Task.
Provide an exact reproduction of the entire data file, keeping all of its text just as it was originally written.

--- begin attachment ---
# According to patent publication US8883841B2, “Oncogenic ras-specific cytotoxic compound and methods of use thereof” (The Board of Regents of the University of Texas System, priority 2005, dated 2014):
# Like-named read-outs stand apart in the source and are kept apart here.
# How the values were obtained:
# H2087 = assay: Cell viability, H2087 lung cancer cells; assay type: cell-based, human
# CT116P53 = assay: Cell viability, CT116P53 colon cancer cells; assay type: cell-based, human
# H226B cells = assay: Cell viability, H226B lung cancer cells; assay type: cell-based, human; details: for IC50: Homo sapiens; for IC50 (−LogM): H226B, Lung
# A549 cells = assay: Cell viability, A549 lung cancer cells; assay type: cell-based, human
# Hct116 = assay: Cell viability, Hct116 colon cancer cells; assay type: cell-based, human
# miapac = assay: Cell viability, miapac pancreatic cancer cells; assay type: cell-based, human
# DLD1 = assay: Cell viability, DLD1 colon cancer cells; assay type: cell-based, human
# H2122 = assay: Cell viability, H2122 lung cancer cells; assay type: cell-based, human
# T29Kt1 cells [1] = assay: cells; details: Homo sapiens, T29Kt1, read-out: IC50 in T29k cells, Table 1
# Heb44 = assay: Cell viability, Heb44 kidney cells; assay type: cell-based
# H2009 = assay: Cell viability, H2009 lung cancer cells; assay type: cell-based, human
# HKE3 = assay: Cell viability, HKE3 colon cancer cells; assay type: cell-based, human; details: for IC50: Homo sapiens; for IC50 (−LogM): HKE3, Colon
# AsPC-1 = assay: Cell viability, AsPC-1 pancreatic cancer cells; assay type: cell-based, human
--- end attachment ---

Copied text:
# According to patent publication US8883841B2, “Oncogenic ras-specific cytotoxic compound and methods of use thereof” (The Board of Regents of the University of Texas System, priority 2005, dated 2014):
# Like-named read-outs stand apart in the source and are kept apart here.
# How the values were obtained:
# H2087 = assay: Cell viability, H2087 lung cancer cells; assay type: cell-based, human
# CT116P53 = assay: Cell viability, CT116P53 colon cancer cells; assay type: cell-based, human
# H226B cells = assay: Cell viability, H226B lung cancer cells; assay type: cell-based, human; details: for IC50: Homo sapiens; for IC50 (−LogM): H226B, Lung
# A549 cells = assay: Cell viability, A549 lung cancer cells; assay type: cell-based, human
# Hct116 = assay: Cell viability, Hct116 colon cancer cells; assay type: cell-based, human
# miapac = assay: Cell viability, miapac pancreatic cancer cells; assay type: cell-based, human
# DLD1 = assay: Cell viability, DLD1 colon cancer cells; assay type: cell-based, human
# H2122 = assay: Cell viability, H2122 lung cancer cells; assay type: cell-based, human
# T29Kt1 cells [1] = assay: cells; details: Homo sapiens, T29Kt1, read-out: IC50 in T29k cells, Table 1
# Heb44 = assay: Cell viability, Heb44 kidney cells; assay type: cell-based
# H2009 = assay: Cell viability, H2009 lung cancer cells; assay type: cell-based, human
# HKE3 = assay: Cell viability, HKE3 colon cancer cells; assay type: cell-based, human; details: for IC50: Homo sapiens; for IC50 (−LogM): HKE3, Colon
# AsPC-1 = assay: Cell viability, AsPC-1 pancreatic cancer cells; assay type: cell-based, human